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Rhode Island (RI): State Guide and Fun Facts


When did Rhode Island become part of the United States? May 29, 1790

Who Founded Rhode Island? Roger Williams, 1635

First settlers: Paleo-Indians settled in Rhode Island over 8,000 years ago. Other settlers that inhabited the area before the arrival of the English included the Naragansetts, Wampanogs, Nipmucks and Niatics.

Square Miles: 1,545 miles (including water; in the US, all oceans within 3 miles of the coastline are calculated in total square mileage of the state)

US Rank: 50th (smallest state in the United States)

State Flower: Common Blue Violet (Fun Fact: Rhode Island was the last state in the United States to adopt a state flower. It was made official on March 11, 1968)

State Bird: Rhode Island Red Hen

State Motto: “Hope”

Capital City:

Providence is the capital city of Rhode Island. It was one of the first cities founded in the state, and was named by its founder, Roger Williams. Williams was banished from Massachusetts due to his religious beliefs, and founded Providence on the principles of religious freedom and acceptance of all.
Providence is a small capital city when compared to the rest of the states in the US, however it is the largest city in Rhode Island with approximately 175,600 full-time residents. This does not include the large seasonal student population in the city, as it is home to many colleges such as Brown University, Johnson & Wales, Providence College, Rhode Island School of Design and the University of Rhode Island.

 

What is Rhode Island famous for?

1. Newport, Rhode Island – Home to dozens of enormous historical and newer mansions. Famous residents include the Astors, Vanderbilts, Wetmores and Widener families. Today, many of these homes are available to the public for tours, while others remain privately owned.

2. Brown University – The Ivy League University is located in Rhode Island’s capital, Providence. It was founded in 1764 by the Reverend James Manning, and is the seventh oldest college in the US. The campus is a gorgeous area of the College Hill neighborhood, defined by buildings that survive from the original founding, reminiscent of Georgian style architecture.

3. Smallest State in the United States – Rhode Island is often only known to those unfamiliar with the state, as the smallest state in the United States. The area, first founded by Roger Williams may be small at only 1,545 square miles, but it is home to one of the country’s most prestigious Ivy League Universities, Brown, and many historically famous families, homes and estates. Other attractions that the small state squeezes into its land area include over 100 beaches, fishing trips, boat tours, wineries, nature walks, bike trails, paddling trips and hiking.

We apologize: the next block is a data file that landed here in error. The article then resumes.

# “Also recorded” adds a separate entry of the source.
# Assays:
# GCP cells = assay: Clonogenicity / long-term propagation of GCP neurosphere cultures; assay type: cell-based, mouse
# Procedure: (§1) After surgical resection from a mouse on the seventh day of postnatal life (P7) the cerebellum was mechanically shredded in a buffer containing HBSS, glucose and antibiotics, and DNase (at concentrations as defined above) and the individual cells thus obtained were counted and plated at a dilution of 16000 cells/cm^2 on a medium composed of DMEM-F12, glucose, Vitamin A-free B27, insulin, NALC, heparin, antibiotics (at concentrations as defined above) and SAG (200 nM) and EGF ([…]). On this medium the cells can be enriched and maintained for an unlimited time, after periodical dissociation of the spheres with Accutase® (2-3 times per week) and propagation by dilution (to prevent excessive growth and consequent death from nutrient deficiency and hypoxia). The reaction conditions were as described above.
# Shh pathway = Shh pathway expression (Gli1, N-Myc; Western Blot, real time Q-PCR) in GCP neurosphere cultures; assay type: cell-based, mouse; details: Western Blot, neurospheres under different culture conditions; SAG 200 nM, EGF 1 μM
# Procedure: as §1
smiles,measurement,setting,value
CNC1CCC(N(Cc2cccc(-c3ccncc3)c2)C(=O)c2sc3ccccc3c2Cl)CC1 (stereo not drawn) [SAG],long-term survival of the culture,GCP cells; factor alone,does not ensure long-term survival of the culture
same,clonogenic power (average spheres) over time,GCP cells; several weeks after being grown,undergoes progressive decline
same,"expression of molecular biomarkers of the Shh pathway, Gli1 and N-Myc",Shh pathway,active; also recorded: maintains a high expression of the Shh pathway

What is Rhode Island’s economy?

1. Manufacturing Industry – Historically, Rhode Island’s economy was centralized around the manufacture of silverware and jewelry. Other industrial manufacturing included machinery, metals, fabrics and rubber. As was the case with many states over the last century, industry steadily decreased to be replaced by other economic drivers such as finance and technology.

2. Financial Services – Around the turn of the century, Rhode Island saw a large shift in its revenue producing sectors. The financial services industry increased by more than 44% in just five years, becoming the state’s highest grossing industry.

3. Personal Services – Second to the Financial Services industry, personal services is the next highest revenue generating service industry in Rhode Island. Personal services include local businesses, research firms, law firms, technology and programming companies, repair shops and many others.

Rhode Island Historical Landmarks

1. Bellevue Avenue Historic District – This area, located in well-known Newport, Rhode Island, includes some of the state’s largest historical mansions. The Vanderbilt’s are perhaps one of the most famous Rhode Island families in the state’s history, and their estates are included in this district. Styles range from Victorian to Beaux-Arts to New England Shingle mansions. Many are state owned and open to public tours today. Some of the most well known estates in this Bellevue district include The Breakers, The Marble House and Kingscote.

2. Westminster Arcade (Providence Arcade) – This building was the first indoor shopping mall in the United States. It was built in 1828 by Russell Warren and James Bucklin. It’s reminiscent of a Greek Temple, with a three-storey open atrium arcade inside. Balconies on the second and third floor overlook the floors below, with railing of intricate ironworks that have been restored to their original grandeur through a series of renovations and restorations that have taken place since the building was originally constructed. The mall has recently been closed to the public pending further restoration work.

3. Gilbert Stuart Birthplace – The home of noted portrait painter Gilbert Stuart was built in 1751, four years before he was born. The painter lived there during his early childhood, while his Scottish immigrant father toiled in the basement in a snuff mill he constructed himself. Today, the house and property has been meticulously restored to its original state, with many of the original wood elements of the house still in good condition. Features of the home and site include a working water wheel, restored snuff mill, a gristmill built by the occupant that lived there after the Stuarts, nature trails, a burial ground and Carr Pond.

4. Roger Williams National Memorial – This memorial is a park in Providence, Rhode Island, named after the state’s original founder. Within the park is a visitor’s center with historical information about the city of Providence.